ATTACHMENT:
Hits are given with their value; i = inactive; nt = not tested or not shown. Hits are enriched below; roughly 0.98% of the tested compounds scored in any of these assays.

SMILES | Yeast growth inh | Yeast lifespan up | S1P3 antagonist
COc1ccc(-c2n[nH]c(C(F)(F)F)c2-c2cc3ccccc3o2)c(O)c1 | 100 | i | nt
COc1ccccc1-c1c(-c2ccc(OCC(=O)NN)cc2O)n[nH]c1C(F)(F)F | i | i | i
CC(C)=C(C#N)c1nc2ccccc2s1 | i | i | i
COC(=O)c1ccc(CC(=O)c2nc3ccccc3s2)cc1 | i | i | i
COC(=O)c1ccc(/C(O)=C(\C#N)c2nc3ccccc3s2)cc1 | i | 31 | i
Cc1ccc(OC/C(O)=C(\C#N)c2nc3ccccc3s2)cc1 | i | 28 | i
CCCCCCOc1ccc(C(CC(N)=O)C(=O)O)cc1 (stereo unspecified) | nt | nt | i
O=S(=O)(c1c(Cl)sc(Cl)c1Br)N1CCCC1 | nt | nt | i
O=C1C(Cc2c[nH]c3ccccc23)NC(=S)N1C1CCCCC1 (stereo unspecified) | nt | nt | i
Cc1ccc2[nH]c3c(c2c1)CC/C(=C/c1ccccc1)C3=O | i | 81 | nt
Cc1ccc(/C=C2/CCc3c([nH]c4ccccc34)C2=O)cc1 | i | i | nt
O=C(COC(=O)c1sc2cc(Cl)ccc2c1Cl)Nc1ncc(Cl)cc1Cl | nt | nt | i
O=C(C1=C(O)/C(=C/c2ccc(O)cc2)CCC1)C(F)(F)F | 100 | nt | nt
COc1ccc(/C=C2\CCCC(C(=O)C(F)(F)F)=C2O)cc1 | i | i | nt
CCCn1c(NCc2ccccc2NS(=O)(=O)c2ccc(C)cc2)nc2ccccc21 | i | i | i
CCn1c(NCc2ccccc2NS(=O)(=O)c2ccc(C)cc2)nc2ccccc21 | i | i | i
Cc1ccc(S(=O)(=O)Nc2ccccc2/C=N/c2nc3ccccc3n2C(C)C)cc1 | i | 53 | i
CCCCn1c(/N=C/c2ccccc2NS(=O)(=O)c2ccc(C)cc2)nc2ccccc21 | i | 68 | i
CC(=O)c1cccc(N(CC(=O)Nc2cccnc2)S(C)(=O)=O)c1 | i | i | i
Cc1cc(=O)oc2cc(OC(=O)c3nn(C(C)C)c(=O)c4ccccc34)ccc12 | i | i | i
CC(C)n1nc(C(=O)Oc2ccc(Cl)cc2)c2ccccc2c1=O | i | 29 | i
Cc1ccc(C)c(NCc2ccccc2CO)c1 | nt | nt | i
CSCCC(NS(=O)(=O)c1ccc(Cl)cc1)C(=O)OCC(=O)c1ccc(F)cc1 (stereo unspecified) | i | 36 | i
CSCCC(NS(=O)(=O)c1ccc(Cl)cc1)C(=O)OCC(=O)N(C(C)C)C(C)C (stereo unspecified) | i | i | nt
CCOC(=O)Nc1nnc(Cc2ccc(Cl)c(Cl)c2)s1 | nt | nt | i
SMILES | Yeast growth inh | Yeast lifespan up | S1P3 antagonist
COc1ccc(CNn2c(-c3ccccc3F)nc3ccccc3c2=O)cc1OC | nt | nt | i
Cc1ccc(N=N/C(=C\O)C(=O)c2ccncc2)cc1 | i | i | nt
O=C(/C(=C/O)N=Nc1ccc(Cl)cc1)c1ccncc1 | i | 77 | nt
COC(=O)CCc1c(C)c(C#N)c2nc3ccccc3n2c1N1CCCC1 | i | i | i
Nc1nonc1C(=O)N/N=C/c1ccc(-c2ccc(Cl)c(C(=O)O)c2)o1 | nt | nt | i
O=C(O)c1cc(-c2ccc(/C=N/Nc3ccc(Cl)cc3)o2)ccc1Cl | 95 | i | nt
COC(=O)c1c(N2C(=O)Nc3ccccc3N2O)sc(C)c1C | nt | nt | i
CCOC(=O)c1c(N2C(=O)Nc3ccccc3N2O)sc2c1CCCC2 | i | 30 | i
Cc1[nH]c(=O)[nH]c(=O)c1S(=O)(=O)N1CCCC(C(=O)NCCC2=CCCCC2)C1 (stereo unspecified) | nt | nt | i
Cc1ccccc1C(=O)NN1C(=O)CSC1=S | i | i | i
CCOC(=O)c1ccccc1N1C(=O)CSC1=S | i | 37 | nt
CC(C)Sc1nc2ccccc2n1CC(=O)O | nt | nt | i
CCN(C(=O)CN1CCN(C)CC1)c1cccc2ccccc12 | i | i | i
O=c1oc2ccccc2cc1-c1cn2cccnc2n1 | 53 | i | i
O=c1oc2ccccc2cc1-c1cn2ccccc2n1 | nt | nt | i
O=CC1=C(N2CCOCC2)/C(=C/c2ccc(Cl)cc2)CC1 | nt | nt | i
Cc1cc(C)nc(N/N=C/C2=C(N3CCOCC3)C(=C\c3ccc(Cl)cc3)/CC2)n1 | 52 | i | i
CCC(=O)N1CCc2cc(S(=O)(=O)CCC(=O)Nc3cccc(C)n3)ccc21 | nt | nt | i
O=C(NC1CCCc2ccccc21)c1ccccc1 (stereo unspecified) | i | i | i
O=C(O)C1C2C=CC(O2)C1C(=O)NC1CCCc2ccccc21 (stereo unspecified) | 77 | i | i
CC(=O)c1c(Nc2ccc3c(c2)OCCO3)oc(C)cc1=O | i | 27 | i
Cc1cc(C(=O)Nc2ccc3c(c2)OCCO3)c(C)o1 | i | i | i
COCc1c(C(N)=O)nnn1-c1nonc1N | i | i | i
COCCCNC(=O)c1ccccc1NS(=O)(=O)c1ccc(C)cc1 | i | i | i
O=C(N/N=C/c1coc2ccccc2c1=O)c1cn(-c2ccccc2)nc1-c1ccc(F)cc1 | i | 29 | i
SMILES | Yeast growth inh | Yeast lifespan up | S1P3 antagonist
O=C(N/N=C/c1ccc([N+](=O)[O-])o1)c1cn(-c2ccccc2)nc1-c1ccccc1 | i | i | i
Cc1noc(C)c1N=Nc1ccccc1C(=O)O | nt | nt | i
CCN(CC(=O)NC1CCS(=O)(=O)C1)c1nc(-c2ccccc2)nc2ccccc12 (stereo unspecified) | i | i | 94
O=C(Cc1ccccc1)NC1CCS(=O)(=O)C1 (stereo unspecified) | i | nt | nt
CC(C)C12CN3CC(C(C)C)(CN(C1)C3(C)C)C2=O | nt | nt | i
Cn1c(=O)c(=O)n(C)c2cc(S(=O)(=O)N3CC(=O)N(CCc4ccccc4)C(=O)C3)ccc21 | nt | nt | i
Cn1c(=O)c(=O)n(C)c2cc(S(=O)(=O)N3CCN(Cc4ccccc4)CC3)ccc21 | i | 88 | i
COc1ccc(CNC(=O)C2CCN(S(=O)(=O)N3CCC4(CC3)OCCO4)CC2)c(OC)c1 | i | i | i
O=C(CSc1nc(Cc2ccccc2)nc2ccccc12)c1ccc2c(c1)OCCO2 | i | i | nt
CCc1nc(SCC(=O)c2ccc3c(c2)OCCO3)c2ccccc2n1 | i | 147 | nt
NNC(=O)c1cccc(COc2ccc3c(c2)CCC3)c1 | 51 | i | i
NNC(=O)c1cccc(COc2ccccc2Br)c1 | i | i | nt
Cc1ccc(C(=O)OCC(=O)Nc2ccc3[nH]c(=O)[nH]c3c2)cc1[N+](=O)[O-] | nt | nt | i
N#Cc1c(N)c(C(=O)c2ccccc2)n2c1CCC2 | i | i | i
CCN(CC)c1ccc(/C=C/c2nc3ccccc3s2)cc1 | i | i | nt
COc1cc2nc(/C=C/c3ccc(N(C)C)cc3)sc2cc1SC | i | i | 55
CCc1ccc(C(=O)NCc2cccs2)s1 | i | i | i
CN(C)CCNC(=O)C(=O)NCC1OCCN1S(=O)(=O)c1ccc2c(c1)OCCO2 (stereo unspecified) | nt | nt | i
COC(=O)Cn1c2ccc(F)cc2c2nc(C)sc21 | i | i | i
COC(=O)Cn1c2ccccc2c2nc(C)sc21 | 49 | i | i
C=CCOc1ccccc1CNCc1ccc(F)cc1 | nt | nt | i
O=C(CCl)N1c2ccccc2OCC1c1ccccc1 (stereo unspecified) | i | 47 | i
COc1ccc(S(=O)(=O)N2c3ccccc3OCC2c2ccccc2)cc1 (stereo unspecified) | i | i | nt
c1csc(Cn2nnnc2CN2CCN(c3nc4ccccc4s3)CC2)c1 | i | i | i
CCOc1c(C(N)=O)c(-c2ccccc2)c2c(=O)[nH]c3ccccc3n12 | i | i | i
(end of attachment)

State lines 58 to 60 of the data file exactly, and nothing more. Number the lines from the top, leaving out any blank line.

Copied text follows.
O=C(Cc1ccccc1)NC1CCS(=O)(=O)C1 (stereo unspecified) | i | nt | nt
CC(C)C12CN3CC(C(C)C)(CN(C1)C3(C)C)C2=O | nt | nt | i
Cn1c(=O)c(=O)n(C)c2cc(S(=O)(=O)N3CC(=O)N(CCc4ccccc4)C(=O)C3)ccc21 | nt | nt | i